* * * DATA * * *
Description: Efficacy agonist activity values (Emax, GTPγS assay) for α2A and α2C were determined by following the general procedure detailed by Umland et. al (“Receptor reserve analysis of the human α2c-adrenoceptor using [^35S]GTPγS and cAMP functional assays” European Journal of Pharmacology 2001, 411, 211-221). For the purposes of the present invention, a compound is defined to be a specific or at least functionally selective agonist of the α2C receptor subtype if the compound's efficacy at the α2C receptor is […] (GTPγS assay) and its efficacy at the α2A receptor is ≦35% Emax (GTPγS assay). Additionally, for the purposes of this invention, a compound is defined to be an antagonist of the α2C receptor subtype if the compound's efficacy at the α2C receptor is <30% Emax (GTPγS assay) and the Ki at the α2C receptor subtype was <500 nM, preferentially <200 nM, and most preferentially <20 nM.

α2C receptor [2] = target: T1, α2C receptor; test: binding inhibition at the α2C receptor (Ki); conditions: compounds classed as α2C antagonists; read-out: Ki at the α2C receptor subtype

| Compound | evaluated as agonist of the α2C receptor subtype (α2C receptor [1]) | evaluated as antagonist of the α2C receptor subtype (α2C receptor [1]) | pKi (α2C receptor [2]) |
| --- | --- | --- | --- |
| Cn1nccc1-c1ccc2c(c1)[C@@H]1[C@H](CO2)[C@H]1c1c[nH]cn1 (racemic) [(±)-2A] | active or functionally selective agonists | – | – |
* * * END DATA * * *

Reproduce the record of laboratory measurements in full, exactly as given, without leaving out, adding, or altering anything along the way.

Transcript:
Description: Efficacy agonist activity values (Emax, GTPγS assay) for α2A and α2C were determined by following the general procedure detailed by Umland et. al (“Receptor reserve analysis of the human α2c-adrenoceptor using [^35S]GTPγS and cAMP functional assays” European Journal of Pharmacology 2001, 411, 211-221). For the purposes of the present invention, a compound is defined to be a specific or at least functionally selective agonist of the α2C receptor subtype if the compound's efficacy at the α2C receptor is […] (GTPγS assay) and its efficacy at the α2A receptor is ≦35% Emax (GTPγS assay). Additionally, for the purposes of this invention, a compound is defined to be an antagonist of the α2C receptor subtype if the compound's efficacy at the α2C receptor is <30% Emax (GTPγS assay) and the Ki at the α2C receptor subtype was <500 nM, preferentially <200 nM, and most preferentially <20 nM.

α2C receptor [2] = target: T1, α2C receptor; test: binding inhibition at the α2C receptor (Ki); conditions: compounds classed as α2C antagonists; read-out: Ki at the α2C receptor subtype

| Compound | evaluated as agonist of the α2C receptor subtype (α2C receptor [1]) | evaluated as antagonist of the α2C receptor subtype (α2C receptor [1]) | pKi (α2C receptor [2]) |
| --- | --- | --- | --- |
| Cn1nccc1-c1ccc2c(c1)[C@@H]1[C@H](CO2)[C@H]1c1c[nH]cn1 (racemic) [(±)-2A] | active or functionally selective agonists | – | – |